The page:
Pandas is quite easy to install. The easiest way is to open your command line (PC) or terminal program (Mac) and install it using the following command to import the pandas features.

import pandas as pd

Pandas is now accessible with the acronym pd.

You can also install Pandas using the built-in Python tool pip and run the following command.

$ pip install pandas

Pandas Data Structures and Data Types

A data type is like an internal construct that determines how Python will manipulate, use, or store your data. When doing data analysis, it’s important to use the correct data types to avoid errors. Pandas will often correctly infer data types, but sometimes, we need to explicitly convert data. Let’s go over the data types available to us in Pandas, also called dtypes.

  • object: text or mixed numeric or non-numeric values
  • int64: integer numbers
  • bool: true/false vaues
  • float64: floating point numbers
  • category: finite list of text values
  • datetime64: Date and time values
  • timedelta[ns]: differences between two datetimes

A data structure is a particular way of organizing our data. Pandas has two data structures, and all operations are based on those two objects:

  • Series
  • DataFrame

Think of this as a chart for easy storage and organization, where Series are the columns, and the DataFrame is a table composed of a collection of series. Series can be best described as the single column of a 2-D array that can store data of any type. DataFrame is like a table that stores data similar to a spreadsheet using multiple columns and rows. Each value in a DataFrame object is associated with a row index and a column index.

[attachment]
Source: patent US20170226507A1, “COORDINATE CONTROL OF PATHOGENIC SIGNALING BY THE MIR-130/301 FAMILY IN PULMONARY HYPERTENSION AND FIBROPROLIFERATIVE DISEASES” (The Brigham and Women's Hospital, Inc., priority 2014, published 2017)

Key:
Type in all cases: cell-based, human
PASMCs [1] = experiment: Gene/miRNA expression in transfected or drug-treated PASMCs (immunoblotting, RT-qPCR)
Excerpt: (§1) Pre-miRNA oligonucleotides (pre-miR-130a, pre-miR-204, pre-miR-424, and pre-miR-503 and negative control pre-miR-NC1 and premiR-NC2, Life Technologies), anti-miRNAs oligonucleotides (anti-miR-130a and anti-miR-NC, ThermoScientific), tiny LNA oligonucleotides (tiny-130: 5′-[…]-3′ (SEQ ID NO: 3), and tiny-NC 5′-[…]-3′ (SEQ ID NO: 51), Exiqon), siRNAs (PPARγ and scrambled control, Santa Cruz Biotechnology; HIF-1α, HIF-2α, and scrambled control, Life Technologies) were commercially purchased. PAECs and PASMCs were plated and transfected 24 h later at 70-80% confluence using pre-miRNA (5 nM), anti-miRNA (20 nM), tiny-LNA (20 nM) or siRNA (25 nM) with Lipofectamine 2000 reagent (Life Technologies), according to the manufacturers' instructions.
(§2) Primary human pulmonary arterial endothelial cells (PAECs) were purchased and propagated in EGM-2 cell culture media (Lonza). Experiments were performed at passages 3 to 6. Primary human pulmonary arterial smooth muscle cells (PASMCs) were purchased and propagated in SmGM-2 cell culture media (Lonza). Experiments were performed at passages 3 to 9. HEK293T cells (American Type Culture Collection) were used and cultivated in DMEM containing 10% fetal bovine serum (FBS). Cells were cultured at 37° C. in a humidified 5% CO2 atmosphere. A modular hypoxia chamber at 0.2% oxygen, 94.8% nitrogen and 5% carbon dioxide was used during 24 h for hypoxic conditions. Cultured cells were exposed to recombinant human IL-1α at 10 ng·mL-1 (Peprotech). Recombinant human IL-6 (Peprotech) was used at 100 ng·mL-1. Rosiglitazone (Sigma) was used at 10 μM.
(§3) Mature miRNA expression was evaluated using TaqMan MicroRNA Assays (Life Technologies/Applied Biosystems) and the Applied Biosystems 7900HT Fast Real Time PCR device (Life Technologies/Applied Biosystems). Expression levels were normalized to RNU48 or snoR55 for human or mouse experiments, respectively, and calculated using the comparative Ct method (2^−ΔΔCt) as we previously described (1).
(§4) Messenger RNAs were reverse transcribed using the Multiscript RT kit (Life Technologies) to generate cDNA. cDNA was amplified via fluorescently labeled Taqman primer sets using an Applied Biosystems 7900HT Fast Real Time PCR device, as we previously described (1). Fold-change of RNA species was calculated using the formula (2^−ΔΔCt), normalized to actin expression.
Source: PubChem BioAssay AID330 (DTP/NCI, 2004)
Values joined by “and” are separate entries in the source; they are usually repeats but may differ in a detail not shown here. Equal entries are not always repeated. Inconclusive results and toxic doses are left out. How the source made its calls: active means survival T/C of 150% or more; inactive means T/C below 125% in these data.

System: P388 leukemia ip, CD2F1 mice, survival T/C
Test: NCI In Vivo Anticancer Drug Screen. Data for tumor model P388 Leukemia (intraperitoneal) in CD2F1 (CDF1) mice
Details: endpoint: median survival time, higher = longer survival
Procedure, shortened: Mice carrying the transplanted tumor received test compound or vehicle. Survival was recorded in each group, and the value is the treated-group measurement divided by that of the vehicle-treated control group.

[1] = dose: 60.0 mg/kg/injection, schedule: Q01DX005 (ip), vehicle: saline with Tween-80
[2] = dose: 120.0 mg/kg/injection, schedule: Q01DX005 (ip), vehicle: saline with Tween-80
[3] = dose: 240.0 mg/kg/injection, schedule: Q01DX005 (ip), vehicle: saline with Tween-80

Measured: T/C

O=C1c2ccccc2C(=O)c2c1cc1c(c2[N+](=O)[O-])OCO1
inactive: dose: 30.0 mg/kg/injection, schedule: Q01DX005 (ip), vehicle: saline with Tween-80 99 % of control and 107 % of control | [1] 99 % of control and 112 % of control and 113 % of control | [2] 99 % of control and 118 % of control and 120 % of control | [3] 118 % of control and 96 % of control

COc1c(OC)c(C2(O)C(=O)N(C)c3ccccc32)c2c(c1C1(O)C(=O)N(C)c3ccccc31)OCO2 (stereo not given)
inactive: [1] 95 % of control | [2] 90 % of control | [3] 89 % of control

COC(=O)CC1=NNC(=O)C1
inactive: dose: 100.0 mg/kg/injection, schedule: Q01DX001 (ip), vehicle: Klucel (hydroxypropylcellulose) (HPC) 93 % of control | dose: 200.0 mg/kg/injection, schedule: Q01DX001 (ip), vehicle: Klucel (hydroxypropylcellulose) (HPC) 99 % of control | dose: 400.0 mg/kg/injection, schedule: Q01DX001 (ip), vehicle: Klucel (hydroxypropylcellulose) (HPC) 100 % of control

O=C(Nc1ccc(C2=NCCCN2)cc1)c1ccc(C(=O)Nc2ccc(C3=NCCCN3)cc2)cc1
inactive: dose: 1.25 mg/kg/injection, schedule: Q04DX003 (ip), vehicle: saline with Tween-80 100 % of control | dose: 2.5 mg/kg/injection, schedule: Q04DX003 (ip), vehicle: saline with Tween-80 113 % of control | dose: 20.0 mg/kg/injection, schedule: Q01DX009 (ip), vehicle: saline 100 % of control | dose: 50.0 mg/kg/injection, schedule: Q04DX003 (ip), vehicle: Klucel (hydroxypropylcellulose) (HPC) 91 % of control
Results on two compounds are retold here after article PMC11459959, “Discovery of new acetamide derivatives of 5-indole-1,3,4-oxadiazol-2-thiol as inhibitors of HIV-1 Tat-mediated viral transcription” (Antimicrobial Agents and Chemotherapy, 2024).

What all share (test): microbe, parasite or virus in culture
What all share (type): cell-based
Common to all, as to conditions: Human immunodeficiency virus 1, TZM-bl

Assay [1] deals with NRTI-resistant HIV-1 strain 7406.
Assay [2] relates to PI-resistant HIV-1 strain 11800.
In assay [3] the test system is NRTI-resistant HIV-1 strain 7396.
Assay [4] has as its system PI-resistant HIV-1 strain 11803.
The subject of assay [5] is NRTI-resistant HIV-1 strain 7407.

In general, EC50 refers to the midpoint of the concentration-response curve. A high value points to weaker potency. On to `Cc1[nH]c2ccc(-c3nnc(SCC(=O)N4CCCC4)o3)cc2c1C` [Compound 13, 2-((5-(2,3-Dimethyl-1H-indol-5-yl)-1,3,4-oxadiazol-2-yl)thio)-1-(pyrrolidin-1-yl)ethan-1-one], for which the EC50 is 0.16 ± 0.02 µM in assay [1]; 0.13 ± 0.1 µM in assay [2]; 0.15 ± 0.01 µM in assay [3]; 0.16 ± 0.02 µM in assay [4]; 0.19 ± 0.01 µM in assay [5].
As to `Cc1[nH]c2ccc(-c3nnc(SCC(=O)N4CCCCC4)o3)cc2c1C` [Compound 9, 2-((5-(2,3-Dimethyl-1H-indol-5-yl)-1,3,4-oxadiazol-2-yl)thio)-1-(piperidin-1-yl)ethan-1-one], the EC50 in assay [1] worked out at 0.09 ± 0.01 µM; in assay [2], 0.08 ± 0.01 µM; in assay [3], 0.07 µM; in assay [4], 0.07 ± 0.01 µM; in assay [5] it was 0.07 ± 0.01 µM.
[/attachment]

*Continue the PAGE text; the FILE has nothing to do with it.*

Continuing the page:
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Series: the most important operations

We can get started with Pandas by creating a series. We create series by invoking the pd.Series() method and then passing a list of values.
We print that series using the print statement. Pandas will, by default, count index from 0. We then explicitly define those values.

series1 = pd.Series([1,2,3,4])

print(series1)

Let’s look at a more complex example. Run the code below.

#importing pandas in our program
import pandas as pd

# Defining a series object
srs = pd.Series([11.9, 36.0, 16.6, 21.8, 34.2], index = ['China', 'India', 'USA', 'Brazil', 'Pakistan'])

# Set Series name
srs.name = "Growth Rate"

# Set index name
srs.index.name = "Country"

# printing series values
print("The Indexed Series values are:")
print(srs)

Output:
The Indexed Series values are:
Country
China 11.9
India 36.0
USA 16.6
Brazil 21.8
Pakistan 34.2
Name: Growth Rate, dtype: float64

How does this work? Two attributes of the Series object are used on line 8 and line 11. The attribute srs.name sets the name of our series object. The attribute srs.index.name then sets the name for the indexes. Pretty simple, right?

Select entries from a Series

To select entries from a Series, we select elements based on the index name or index number. This uses NumPy.

import numpy as np
import pandas as pd

srs = pd.Series(np.arange(0, 6, 1), index = ['ind0', 'ind1', 'ind2', 'ind3', 'ind4', 'ind5'])
srs.index.name = "Index"
print("The original Series:\n", srs)

print("\nSeries element at index ind3:")
print(srs['ind3']) # Fetch element at index named ind3

print("\nSeries element at index 3:")
print(srs[3]) # Fetch element at index 3

print("\nSeries elements at multiple indexes:\n")
print(srs[['ind1', 'ind4']]) # Fetch elements at multiple indexes

Output:
('The original Series:\n', Index